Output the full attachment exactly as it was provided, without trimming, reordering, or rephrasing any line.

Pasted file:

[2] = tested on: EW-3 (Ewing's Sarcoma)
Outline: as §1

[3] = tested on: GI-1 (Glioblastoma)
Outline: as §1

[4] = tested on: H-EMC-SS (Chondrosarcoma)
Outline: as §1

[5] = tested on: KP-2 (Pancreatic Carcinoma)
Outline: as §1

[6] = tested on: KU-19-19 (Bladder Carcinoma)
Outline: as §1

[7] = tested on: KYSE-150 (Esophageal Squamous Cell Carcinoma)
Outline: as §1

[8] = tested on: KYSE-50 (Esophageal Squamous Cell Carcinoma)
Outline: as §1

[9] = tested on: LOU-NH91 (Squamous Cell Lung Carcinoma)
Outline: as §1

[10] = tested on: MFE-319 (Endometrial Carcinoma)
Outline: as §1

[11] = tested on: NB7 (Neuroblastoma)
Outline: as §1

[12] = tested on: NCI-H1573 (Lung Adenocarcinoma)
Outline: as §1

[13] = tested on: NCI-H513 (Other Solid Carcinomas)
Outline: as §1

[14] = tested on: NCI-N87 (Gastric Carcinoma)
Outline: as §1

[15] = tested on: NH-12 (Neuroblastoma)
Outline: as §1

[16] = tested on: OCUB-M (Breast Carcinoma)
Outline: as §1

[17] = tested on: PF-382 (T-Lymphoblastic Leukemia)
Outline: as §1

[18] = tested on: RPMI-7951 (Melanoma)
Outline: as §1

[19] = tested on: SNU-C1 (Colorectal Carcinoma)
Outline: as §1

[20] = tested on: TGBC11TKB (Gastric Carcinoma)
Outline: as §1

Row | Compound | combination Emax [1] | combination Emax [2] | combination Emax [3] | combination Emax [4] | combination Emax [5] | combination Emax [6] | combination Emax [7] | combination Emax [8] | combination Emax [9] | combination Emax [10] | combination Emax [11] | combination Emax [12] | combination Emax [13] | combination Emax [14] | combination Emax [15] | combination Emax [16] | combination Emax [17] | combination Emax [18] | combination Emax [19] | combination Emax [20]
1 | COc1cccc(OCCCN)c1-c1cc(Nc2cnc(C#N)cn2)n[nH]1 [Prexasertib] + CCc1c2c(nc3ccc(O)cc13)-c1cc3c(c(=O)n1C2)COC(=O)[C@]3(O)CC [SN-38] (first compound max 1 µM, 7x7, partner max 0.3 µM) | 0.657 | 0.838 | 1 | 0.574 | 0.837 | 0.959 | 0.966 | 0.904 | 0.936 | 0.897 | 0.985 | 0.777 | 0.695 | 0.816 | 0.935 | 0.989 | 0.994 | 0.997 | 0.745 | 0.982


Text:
[2] = tested on: EW-3 (Ewing's Sarcoma)
Outline: as §1

[3] = tested on: GI-1 (Glioblastoma)
Outline: as §1

[4] = tested on: H-EMC-SS (Chondrosarcoma)
Outline: as §1

[5] = tested on: KP-2 (Pancreatic Carcinoma)
Outline: as §1

[6] = tested on: KU-19-19 (Bladder Carcinoma)
Outline: as §1

[7] = tested on: KYSE-150 (Esophageal Squamous Cell Carcinoma)
Outline: as §1

[8] = tested on: KYSE-50 (Esophageal Squamous Cell Carcinoma)
Outline: as §1

[9] = tested on: LOU-NH91 (Squamous Cell Lung Carcinoma)
Outline: as §1

[10] = tested on: MFE-319 (Endometrial Carcinoma)
Outline: as §1

[11] = tested on: NB7 (Neuroblastoma)
Outline: as §1

[12] = tested on: NCI-H1573 (Lung Adenocarcinoma)
Outline: as §1

[13] = tested on: NCI-H513 (Other Solid Carcinomas)
Outline: as §1

[14] = tested on: NCI-N87 (Gastric Carcinoma)
Outline: as §1

[15] = tested on: NH-12 (Neuroblastoma)
Outline: as §1

[16] = tested on: OCUB-M (Breast Carcinoma)
Outline: as §1

[17] = tested on: PF-382 (T-Lymphoblastic Leukemia)
Outline: as §1

[18] = tested on: RPMI-7951 (Melanoma)
Outline: as §1

[19] = tested on: SNU-C1 (Colorectal Carcinoma)
Outline: as §1

[20] = tested on: TGBC11TKB (Gastric Carcinoma)
Outline: as §1

Row | Compound | combination Emax [1] | combination Emax [2] | combination Emax [3] | combination Emax [4] | combination Emax [5] | combination Emax [6] | combination Emax [7] | combination Emax [8] | combination Emax [9] | combination Emax [10] | combination Emax [11] | combination Emax [12] | combination Emax [13] | combination Emax [14] | combination Emax [15] | combination Emax [16] | combination Emax [17] | combination Emax [18] | combination Emax [19] | combination Emax [20]
1 | COc1cccc(OCCCN)c1-c1cc(Nc2cnc(C#N)cn2)n[nH]1 [Prexasertib] + CCc1c2c(nc3ccc(O)cc13)-c1cc3c(c(=O)n1C2)COC(=O)[C@]3(O)CC [SN-38] (first compound max 1 µM, 7x7, partner max 0.3 µM) | 0.657 | 0.838 | 1 | 0.574 | 0.837 | 0.959 | 0.966 | 0.904 | 0.936 | 0.897 | 0.985 | 0.777 | 0.695 | 0.816 | 0.935 | 0.989 | 0.994 | 0.997 | 0.745 | 0.982